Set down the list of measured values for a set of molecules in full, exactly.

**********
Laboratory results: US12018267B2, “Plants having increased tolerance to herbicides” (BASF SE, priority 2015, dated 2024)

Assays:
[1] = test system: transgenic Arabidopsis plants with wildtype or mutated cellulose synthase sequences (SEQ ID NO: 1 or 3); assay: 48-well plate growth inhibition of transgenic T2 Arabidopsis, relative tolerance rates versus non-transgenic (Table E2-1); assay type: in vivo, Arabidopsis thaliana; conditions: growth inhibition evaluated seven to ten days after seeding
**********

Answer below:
Laboratory results: US12018267B2, “Plants having increased tolerance to herbicides” (BASF SE, priority 2015, dated 2024)

Assays:
[1] = test system: transgenic Arabidopsis plants with wildtype or mutated cellulose synthase sequences (SEQ ID NO: 1 or 3); assay: 48-well plate growth inhibition of transgenic T2 Arabidopsis, relative tolerance rates versus non-transgenic (Table E2-1); assay type: in vivo, Arabidopsis thaliana; conditions: growth inhibition evaluated seven to ten days after seeding